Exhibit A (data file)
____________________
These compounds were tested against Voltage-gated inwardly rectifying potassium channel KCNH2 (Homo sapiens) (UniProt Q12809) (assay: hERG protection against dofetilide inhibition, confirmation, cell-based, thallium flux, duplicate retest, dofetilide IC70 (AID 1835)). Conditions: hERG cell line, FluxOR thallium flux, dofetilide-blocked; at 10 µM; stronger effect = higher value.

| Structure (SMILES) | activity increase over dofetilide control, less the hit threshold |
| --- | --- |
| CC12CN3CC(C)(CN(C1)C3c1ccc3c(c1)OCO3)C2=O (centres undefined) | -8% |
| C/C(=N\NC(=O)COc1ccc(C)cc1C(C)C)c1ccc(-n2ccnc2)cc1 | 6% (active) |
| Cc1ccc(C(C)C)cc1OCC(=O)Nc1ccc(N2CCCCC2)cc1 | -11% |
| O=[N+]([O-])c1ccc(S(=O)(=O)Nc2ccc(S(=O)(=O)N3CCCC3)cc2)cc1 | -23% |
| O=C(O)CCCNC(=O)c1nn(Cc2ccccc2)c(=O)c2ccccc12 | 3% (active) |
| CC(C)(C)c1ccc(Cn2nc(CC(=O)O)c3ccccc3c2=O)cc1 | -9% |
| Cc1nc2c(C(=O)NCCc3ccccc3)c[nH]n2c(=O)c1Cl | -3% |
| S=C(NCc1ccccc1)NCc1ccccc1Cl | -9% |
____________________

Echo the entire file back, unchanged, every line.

These compounds were tested against Voltage-gated inwardly rectifying potassium channel KCNH2 (Homo sapiens) (UniProt Q12809) (assay: hERG protection against dofetilide inhibition, confirmation, cell-based, thallium flux, duplicate retest, dofetilide IC70 (AID 1835)). Conditions: hERG cell line, FluxOR thallium flux, dofetilide-blocked; at 10 µM; stronger effect = higher value.

| Structure (SMILES) | activity increase over dofetilide control, less the hit threshold |
| --- | --- |
| CC12CN3CC(C)(CN(C1)C3c1ccc3c(c1)OCO3)C2=O (centres undefined) | -8% |
| C/C(=N\NC(=O)COc1ccc(C)cc1C(C)C)c1ccc(-n2ccnc2)cc1 | 6% (active) |
| Cc1ccc(C(C)C)cc1OCC(=O)Nc1ccc(N2CCCCC2)cc1 | -11% |
| O=[N+]([O-])c1ccc(S(=O)(=O)Nc2ccc(S(=O)(=O)N3CCCC3)cc2)cc1 | -23% |
| O=C(O)CCCNC(=O)c1nn(Cc2ccccc2)c(=O)c2ccccc12 | 3% (active) |
| CC(C)(C)c1ccc(Cn2nc(CC(=O)O)c3ccccc3c2=O)cc1 | -9% |
| Cc1nc2c(C(=O)NCCc3ccccc3)c[nH]n2c(=O)c1Cl | -3% |
| S=C(NCc1ccccc1)NCc1ccccc1Cl | -9% |